The Philosophical Society of Texas was formed in 1837 by Texans active in founding the Republic and later State of Texas, including Mirabeau Lamar, Anson Jones, and Sam Houston, to “collect and diffuse knowledge”. Lamar served as the first president of the Society, which met for a few years and then went quiet. In 1936, the State’s Centennial Celebration inspired a revival of the Society.
Since then, for over 85 years, the Society has held Annual Meetings around the state without interruption, focusing each year on a theme of importance to Texas and its future. About the focus of its meetings, the Society’s founders wrote “The field of our research is as boundless in its extent and as various in its character as the subjects of knowledge are numberless and diversified.” Speakers at the Annual Meetings have included state and national leaders in research, arts, and world affairs.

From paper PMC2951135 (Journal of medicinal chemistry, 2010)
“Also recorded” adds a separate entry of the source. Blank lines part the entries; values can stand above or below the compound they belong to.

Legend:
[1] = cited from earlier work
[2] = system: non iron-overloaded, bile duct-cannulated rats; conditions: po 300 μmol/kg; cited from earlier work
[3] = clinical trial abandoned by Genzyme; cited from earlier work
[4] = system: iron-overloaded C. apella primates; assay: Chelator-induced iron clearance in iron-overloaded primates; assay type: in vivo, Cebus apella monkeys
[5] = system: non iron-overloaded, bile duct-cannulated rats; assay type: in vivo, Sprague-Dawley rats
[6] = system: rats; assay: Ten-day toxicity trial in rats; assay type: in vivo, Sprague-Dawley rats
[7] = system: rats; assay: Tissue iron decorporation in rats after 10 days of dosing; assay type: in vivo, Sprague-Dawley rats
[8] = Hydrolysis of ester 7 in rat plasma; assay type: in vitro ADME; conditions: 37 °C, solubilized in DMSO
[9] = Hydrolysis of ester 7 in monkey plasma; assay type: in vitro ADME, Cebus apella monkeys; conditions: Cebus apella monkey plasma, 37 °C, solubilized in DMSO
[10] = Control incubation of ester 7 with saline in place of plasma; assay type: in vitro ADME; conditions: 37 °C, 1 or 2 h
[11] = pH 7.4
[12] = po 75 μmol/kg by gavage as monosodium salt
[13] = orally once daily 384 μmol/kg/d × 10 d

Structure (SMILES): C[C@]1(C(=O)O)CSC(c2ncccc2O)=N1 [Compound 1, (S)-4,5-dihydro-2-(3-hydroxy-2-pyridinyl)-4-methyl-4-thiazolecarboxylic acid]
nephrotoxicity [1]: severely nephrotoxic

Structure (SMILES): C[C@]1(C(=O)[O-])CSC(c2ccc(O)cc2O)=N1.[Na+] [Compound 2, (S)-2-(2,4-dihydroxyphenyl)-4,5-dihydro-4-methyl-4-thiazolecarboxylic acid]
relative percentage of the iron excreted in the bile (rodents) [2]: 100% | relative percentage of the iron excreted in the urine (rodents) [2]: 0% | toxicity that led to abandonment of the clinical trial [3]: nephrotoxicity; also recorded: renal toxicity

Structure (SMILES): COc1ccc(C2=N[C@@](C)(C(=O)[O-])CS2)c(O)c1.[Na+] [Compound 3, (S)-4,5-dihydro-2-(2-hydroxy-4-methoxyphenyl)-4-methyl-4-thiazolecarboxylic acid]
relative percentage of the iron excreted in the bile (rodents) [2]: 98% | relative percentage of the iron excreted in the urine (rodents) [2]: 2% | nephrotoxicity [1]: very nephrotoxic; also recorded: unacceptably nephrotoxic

Since 1937, the Meeting’s Proceedings have been shared with libraries statewide. Taking advantage of technology, they are now produced both in print and digitally for wider distribution. The Society also bestows annual prizes on significant works of nonfiction, fiction, and poetry by Texas authors or about Texas.